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2023 will be remembered as the year of artificial intelligence (AI) breaking its way into the mainstream, but not necessarily by making people redundant. Quite the contrary, new jobs and new skills are sought after with the rise of generative AI.
In Singapore, opportunities are quickly multiplying, according to latest data from the global employment website Indeed. From pretty much nil at the beginning of the year, postings have since began popping up at a geometric pace.
Floodgates are opening
While their number is still relatively small — as of September, one in 490 postings on Indeed contains a mention of such skills — the pace of growth is very high.
It may not seem like a big number, but it is rapidly increasing. Artificial intelligence is hardly new, but it continues to evolve.
This year, we’ve seen the emergence of large language models, such as ChatGPT, which create the illusion of real intelligence. These tools have the potential to fundamentally change the future of work and are already being incorporated into many Singapore jobs.– Callam Pickering, APAC Senior Economist at Indeed
And they really are. There are nearly twice as many such offers as two months ago and a whopping five times compared to May, just four months back.
Soon, proficiency in AI tools will be just as obvious element of one’s CV as knowing how to use Microsoft Word or Excel. But what does it really mean to be proficient in AI?
One skill to rule them all
With new or updated AI tools being released every couple of months, it’s really hard to specialise in anything in particular.
Dall-E, meanwhile, has spent the last 10 to 12 months in the shadow of Midjourney and Stable Diffusion which, in turn, have taken over from Dall-E 2, that was all the rage last year.
There isn’t a single solution you may specialise in to fulfil job requirements over the long run, as it may become obsolete in mere weeks, replaced by the latest version of something else.
30 years ago, people were largely expected to have a career for life, spending decades in one company.
This was later superseded by a trend of jumping jobs every few years — because people enjoyed new environments, but also due to increasing pace of change, driven in major part by technology. The way things were done started changing more rapidly.
With generative AI, it may soon be expected that you acquire new skills on order of months or weeks, staying abreast of the latest changes, or find yourself replaced by someone who can.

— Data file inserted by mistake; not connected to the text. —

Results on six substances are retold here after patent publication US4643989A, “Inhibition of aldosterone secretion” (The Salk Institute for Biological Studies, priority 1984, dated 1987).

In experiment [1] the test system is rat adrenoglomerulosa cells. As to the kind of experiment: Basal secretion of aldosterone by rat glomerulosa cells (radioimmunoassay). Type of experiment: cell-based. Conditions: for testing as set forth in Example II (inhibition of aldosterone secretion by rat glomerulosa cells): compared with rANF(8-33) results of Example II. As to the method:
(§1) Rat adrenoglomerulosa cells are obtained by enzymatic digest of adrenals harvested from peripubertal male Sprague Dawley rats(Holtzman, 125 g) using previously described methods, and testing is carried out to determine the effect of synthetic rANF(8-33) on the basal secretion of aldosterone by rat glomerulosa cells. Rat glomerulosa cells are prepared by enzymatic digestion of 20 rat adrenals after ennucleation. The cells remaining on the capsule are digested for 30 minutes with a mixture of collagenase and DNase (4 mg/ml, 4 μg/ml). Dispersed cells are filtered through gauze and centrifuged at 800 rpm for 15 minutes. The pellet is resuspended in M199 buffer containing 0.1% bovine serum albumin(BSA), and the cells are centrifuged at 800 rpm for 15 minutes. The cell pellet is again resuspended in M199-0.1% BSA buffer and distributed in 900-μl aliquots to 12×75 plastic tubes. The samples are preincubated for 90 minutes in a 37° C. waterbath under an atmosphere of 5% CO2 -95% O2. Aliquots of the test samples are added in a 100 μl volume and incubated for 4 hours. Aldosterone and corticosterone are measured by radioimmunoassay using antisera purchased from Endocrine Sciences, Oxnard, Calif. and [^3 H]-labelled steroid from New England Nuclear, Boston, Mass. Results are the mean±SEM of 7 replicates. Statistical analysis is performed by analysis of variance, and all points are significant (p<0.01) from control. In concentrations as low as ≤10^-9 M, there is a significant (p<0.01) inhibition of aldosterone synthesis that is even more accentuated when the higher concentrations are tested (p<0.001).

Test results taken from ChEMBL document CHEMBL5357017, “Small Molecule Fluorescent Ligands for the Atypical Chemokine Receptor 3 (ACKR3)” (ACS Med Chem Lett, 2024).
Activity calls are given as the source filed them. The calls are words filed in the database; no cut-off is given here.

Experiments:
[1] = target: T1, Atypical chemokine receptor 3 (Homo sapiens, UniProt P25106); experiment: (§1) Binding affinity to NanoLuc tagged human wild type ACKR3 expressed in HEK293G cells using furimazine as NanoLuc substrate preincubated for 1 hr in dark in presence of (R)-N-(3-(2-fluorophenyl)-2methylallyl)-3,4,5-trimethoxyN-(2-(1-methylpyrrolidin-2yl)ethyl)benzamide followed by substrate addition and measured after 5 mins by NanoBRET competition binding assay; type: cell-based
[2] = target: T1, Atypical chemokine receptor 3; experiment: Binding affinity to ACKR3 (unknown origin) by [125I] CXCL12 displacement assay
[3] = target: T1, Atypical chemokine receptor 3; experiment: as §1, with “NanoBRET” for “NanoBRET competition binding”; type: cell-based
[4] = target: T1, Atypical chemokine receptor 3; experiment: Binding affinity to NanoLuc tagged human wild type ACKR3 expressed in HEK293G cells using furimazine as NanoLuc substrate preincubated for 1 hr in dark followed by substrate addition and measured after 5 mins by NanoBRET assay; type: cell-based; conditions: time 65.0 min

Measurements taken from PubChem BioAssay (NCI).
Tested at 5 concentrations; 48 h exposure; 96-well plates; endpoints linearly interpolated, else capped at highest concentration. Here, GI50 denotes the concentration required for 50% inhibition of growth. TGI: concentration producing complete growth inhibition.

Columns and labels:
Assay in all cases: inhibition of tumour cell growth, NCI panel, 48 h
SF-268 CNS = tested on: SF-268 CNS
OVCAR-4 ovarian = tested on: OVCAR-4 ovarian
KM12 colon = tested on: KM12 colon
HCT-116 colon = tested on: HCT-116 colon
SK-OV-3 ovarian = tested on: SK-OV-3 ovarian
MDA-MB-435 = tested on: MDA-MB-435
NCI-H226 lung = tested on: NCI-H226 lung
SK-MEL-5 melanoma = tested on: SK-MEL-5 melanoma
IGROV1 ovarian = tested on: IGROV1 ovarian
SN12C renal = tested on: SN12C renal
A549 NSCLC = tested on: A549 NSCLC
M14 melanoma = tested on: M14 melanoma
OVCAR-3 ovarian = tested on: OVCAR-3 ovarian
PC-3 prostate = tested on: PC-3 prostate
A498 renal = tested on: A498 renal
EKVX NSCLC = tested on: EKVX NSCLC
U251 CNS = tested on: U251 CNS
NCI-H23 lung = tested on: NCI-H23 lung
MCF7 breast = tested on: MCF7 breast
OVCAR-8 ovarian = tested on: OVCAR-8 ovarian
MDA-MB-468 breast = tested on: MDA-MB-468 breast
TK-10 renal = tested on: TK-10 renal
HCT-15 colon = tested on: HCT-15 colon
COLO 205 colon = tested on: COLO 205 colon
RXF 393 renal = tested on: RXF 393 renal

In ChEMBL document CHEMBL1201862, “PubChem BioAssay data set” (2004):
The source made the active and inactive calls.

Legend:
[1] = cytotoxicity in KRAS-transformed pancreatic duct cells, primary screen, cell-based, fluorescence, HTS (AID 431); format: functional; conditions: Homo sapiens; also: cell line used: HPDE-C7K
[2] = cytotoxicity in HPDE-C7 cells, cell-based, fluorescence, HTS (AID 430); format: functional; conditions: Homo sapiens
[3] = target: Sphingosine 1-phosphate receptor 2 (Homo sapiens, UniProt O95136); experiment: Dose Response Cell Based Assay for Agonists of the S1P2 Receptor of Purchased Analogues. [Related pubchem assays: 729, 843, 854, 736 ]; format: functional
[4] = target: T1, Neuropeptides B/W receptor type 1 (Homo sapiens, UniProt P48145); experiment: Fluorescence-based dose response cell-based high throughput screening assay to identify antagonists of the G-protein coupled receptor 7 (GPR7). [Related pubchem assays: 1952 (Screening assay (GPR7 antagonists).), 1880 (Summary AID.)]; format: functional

Technological adaptability — this is what you need to prove capable of, instead of checking boxes in a CV.
Basic skills that used to be expected of office workers were how to use a Windows PC and several programs of Microsoft Office suite. With a new release every couple of years, you might have been expected to learn about some of the latest features — but that’s about it. And you typically had an IT guy somewhere in the building to help you out if you didn’t quite know how to do something.
Paradoxically, with generative AI tools, this is nowhere near enough. Despite helping us, the technology is also imposing new requirements on human workers.
Telling ChatGPT what you want is hardly a skill, especially as it’s getting better at understanding our intentions, already threatening to make nascent jobs of prompt engineers redundant. Plus, you can’t really master something that itself remains a work in progress, with new features added every few weeks or months.
Knowing how to use AI is largely about tracking its ongoing evolution and exploring new tools for the benefit of your job and company.
AI is pushing humans to become more creative and proactive. You can’t just finish a course, get a certificate, and claim to be proficient at it. Those days may soon be over entirely.
Perhaps, it’s going to slow down with time, as the law of diminishing demand kicks in and the market matures, with several major players dominating it. It would be much easier if we knew what the standards are.
But today, if you want to stand out, you have to prove that you’re smarter not only than other candidates, but the AI bot helping you at your job — and that you know when to ditch it if something better arrives.
Otherwise, if it can already do a growing share of what you’re expected to, what is the value-added by your work?
Featured Image Credit: grop & eamesBot / depositphotos